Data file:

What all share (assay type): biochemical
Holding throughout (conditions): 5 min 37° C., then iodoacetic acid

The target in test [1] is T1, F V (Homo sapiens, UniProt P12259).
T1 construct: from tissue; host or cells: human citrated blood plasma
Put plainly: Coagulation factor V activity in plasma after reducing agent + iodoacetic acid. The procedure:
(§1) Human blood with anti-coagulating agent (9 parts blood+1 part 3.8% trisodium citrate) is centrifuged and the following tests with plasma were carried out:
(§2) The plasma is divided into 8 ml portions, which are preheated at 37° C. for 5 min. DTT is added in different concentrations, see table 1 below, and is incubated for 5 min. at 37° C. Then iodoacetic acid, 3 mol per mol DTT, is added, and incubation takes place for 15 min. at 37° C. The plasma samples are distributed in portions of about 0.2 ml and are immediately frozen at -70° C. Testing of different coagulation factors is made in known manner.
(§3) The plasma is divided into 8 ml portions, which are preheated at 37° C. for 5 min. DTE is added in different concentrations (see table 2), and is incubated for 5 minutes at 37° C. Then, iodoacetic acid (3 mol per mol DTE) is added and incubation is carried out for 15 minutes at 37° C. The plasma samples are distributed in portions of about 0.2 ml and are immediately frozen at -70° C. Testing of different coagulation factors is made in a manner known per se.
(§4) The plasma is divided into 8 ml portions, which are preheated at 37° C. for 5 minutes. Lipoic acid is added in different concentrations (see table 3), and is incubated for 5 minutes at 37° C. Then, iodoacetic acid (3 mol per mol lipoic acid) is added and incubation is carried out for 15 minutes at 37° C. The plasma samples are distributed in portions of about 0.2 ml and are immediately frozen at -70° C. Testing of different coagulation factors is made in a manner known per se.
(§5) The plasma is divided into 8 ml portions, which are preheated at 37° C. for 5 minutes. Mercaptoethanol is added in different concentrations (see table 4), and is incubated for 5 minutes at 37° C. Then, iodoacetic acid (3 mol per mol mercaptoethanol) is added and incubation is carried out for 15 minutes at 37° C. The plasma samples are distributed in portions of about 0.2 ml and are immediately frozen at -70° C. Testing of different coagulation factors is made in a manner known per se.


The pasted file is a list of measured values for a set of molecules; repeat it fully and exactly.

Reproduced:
What all share (assay type): biochemical
Holding throughout (conditions): 5 min 37° C., then iodoacetic acid

The target in test [1] is T1, F V (Homo sapiens, UniProt P12259).
T1 construct: from tissue; host or cells: human citrated blood plasma
Put plainly: Coagulation factor V activity in plasma after reducing agent + iodoacetic acid. The procedure:
(§1) Human blood with anti-coagulating agent (9 parts blood+1 part 3.8% trisodium citrate) is centrifuged and the following tests with plasma were carried out:
(§2) The plasma is divided into 8 ml portions, which are preheated at 37° C. for 5 min. DTT is added in different concentrations, see table 1 below, and is incubated for 5 min. at 37° C. Then iodoacetic acid, 3 mol per mol DTT, is added, and incubation takes place for 15 min. at 37° C. The plasma samples are distributed in portions of about 0.2 ml and are immediately frozen at -70° C. Testing of different coagulation factors is made in known manner.
(§3) The plasma is divided into 8 ml portions, which are preheated at 37° C. for 5 min. DTE is added in different concentrations (see table 2), and is incubated for 5 minutes at 37° C. Then, iodoacetic acid (3 mol per mol DTE) is added and incubation is carried out for 15 minutes at 37° C. The plasma samples are distributed in portions of about 0.2 ml and are immediately frozen at -70° C. Testing of different coagulation factors is made in a manner known per se.
(§4) The plasma is divided into 8 ml portions, which are preheated at 37° C. for 5 minutes. Lipoic acid is added in different concentrations (see table 3), and is incubated for 5 minutes at 37° C. Then, iodoacetic acid (3 mol per mol lipoic acid) is added and incubation is carried out for 15 minutes at 37° C. The plasma samples are distributed in portions of about 0.2 ml and are immediately frozen at -70° C. Testing of different coagulation factors is made in a manner known per se.
(§5) The plasma is divided into 8 ml portions, which are preheated at 37° C. for 5 minutes. Mercaptoethanol is added in different concentrations (see table 4), and is incubated for 5 minutes at 37° C. Then, iodoacetic acid (3 mol per mol mercaptoethanol) is added and incubation is carried out for 15 minutes at 37° C. The plasma samples are distributed in portions of about 0.2 ml and are immediately frozen at -70° C. Testing of different coagulation factors is made in a manner known per se.